By Shambhavi Saxena:
Dear crocodile-tears-MRAs (men’s rights activists), you, who have never checked your privilege, got yourself cornered by simple logic and your own outrage about these ‘non-doormatty‘ women, are very talented at crafting myths – like the one where you blame women for the army’s perceived conscription policies, even though very few countries still have conscripted armies. But blaming women for the creation of “misandry” is by far your best and most sinister one. Just think of it! A real live myth, spun and hung daily, with the sole purpose of derailing the discussion and returning attention to a male-centric world view.
The thing about words is, they don’t fall from the sky with no attached history and intent. Sure, in the end, language is an arbitrary system of sounds and symbols, but the meanings we attach to words should not be taken lightly. The same goes for a word like “misandry“.
Misandry (Greek: Misos + anēr/Andros) in very simple terms, means the dislike, mistrust or hatred of men and the masculine. It seems to suggest the existence of a system in which the social, political and economic dignity and integrity of men is constantly undermined by women, who have dominated positions of power across space and time.
The earliest use of the word “misandry” was recorded in 1803, which comes centuries after the concept of “misogyny” was introduced in ancient Greece. The term seeks to de-recognize the structures of misogyny that operate in detriment to the sexes, and particularly to females. Some people will use it to cry wolf, when women ask for the rights men already enjoy. Some think feminism is synonymous with misandry, like Shailene Woodley, whom a generation of girls looks up to, when she denies being a feminist “because I love men, and I think the idea of ‘raise women to power, take the men away from the power’ is never going to work out because you need balance.”
Let’s contrast this with misogyny – which, as Julia Serano puts it, is a “tendency to dismiss and deride femaleness and femininity.” Allan G. Johnson identifies it as the reigning ideology manifest in anything from “[certain] jokes to pornography to violence to the self-contempt women may be taught to feel toward their own bodies.” Now, I’m not here to argue that women can’t be abusive, or harassers or rapists. What I’m saying is that a system which permits, tolerates, condones, congratulates and normalizes aggression and bigotry, exists in favour of men. The same cannot be said of women.
If misogyny was not the foundation of oppressive structures, then why did Marissa Alexander face imprisonment for firing warning shots to ward off an abusive spouse, when Elliot Rodger’s killing spree was justified with mental health arguments? The race angle to this was highlighted by both Ferguson and Baltimore protestors, but that’s another discussion. If misogyny was not the foundation of oppressive structures, then why does our legal system still believe marital rape is simply part of the arrangement?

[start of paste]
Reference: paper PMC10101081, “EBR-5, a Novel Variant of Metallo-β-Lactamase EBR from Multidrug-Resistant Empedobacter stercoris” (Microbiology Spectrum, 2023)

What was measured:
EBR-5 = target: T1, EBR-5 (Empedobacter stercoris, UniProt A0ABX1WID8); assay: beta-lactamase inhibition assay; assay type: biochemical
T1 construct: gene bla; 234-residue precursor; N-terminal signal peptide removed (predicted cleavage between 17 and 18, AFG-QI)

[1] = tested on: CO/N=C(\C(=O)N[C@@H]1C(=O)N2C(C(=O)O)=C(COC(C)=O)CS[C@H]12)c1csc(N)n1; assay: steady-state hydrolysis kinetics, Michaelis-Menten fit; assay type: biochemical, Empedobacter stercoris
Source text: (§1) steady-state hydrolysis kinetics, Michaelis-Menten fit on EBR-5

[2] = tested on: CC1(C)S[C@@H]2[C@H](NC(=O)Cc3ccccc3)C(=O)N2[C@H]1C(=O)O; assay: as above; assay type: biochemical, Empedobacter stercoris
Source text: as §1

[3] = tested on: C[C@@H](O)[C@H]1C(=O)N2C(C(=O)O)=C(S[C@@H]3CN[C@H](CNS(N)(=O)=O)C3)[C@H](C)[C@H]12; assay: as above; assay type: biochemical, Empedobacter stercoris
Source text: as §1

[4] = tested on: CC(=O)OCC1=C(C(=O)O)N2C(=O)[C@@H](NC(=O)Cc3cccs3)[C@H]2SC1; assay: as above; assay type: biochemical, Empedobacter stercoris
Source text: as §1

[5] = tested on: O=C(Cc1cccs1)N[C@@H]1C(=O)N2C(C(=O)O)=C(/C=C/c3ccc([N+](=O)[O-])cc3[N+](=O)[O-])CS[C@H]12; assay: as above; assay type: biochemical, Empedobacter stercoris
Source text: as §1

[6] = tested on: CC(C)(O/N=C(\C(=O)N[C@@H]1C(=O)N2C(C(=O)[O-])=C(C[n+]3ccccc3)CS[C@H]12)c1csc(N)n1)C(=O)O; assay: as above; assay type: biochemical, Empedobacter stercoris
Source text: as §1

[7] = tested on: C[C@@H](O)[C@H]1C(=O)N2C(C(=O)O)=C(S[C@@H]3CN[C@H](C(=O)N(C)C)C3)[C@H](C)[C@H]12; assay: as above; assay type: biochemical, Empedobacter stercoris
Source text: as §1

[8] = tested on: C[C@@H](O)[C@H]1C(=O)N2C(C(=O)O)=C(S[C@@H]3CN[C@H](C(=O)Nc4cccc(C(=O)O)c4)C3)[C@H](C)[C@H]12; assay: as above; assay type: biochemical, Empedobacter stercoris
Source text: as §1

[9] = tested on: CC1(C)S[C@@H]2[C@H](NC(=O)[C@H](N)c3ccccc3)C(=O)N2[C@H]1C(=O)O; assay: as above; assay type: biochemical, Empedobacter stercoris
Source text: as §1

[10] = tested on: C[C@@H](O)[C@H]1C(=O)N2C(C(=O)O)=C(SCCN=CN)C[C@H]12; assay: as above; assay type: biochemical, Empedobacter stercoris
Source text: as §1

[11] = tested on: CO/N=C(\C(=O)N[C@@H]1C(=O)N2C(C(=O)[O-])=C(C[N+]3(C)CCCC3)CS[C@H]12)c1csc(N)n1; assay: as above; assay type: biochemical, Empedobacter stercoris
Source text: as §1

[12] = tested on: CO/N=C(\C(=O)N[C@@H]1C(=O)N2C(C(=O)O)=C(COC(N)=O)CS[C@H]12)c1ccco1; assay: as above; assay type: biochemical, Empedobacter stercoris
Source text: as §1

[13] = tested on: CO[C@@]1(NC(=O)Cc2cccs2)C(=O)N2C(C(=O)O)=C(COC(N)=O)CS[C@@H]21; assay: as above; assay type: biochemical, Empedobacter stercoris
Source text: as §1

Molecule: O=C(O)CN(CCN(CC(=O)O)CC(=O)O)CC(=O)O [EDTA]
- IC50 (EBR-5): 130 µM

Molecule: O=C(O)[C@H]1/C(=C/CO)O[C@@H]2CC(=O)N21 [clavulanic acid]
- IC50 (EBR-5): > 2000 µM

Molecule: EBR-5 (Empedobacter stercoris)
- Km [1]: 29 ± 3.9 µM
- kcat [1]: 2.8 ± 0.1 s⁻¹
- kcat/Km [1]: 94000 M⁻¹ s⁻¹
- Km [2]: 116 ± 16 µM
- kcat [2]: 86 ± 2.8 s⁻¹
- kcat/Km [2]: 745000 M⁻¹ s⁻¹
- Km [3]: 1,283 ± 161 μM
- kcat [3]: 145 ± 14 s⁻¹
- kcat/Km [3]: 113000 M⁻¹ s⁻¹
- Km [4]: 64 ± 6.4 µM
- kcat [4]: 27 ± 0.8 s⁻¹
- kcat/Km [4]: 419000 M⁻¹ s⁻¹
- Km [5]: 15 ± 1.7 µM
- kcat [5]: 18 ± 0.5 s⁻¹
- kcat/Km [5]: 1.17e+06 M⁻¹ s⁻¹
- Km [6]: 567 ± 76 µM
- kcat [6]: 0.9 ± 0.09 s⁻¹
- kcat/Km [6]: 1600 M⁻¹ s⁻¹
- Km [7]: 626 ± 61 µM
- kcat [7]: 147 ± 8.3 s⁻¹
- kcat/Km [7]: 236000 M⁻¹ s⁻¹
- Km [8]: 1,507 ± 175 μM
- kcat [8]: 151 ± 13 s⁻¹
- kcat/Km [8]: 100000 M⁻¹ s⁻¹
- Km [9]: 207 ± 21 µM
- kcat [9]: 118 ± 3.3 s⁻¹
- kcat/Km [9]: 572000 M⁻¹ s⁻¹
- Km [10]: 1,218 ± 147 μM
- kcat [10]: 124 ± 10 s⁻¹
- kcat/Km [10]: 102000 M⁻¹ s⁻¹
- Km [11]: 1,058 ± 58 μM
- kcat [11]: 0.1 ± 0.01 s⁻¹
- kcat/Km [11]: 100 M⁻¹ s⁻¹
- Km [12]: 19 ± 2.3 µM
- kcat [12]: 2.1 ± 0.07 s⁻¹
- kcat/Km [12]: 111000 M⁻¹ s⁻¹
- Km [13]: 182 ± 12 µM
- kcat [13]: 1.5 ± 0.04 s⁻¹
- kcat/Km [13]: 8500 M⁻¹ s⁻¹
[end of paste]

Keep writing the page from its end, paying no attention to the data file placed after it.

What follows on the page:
Misogyny ensures there is no infrastructure ready to give women engaged in unpaid domestic labour the opportunity to choose their profession. Misogyny establishes control over women’s bodies by dictating the terms on which sexual relations and abortion are allowed as well as what spaces women can or cannot occupy. Misogyny teaches our daughters not to get raped, but doesn’t teach our sons not to rape. Try gender-swapping the last three sentences and see if it still holds true for the world we live in, go on, try it. Recently, Micah J. Murray wrote an effective, satirical piece on exactly how “misandrist” feminism really doesn’t have the centuries of ideology and customs and politics to back it up, not the way misogyny has it all down.
The emergence of the word “misandry” that happened when it did, was no coincidence. Women’s suffragette movements were flowering all over the Western world, and something as simple as the vote was ruffling the feathers of the patriarchy. The need to establish the concept of “misandry” as a threat to men is, at best, a juvenile response, an attempt to derail the argument, and indicative of the inability to recognize how misogyny harms men. Yes, you read correctly, the hatred and systemic oppression of women harms men as well. It does so by casting them as savage monsters incapable of being rational or exercising control over their physical urges, by treating them as expendable labour in hazardous workplaces, by burdening them with joint-family-sized economic responsibilities, by pigeonholing them in damaging roles of hyper-masculine aggression which stunt their personal growth, by ridiculing and punishing men for displaying lowly ‘feminine‘ traits, and more!
I think it’s time to discard this barely two centuries old word, nothing more than an illusion. It’s time you MRAs stopped screaming yourself hoarse about “misandry“. Wouldn’t it be far more productive to tackle actual men’s issues than making up words to vilify the entire female gender?
Misandry, much like reverse-racism, does not actually exist. Women being prejudiced against and verbally or physically hurtful to men does happen, yes, but is not an instance of misandry, because said abusive behaviour is not institutionalized, normalized and romanticized by our power structures and cultures. And you need to recognize that.